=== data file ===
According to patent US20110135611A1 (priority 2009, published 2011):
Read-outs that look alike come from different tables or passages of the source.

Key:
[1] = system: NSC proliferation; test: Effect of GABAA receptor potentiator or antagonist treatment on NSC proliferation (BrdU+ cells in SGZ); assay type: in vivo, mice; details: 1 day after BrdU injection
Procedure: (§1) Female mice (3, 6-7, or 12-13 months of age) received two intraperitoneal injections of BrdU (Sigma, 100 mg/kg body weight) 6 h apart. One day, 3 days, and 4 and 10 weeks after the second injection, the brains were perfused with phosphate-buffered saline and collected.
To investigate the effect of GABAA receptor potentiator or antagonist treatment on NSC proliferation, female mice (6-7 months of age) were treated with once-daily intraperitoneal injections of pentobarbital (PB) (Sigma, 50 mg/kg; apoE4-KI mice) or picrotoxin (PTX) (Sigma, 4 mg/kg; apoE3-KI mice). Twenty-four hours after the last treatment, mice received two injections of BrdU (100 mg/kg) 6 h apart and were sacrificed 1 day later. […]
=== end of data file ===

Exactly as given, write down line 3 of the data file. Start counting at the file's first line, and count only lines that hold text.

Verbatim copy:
Key: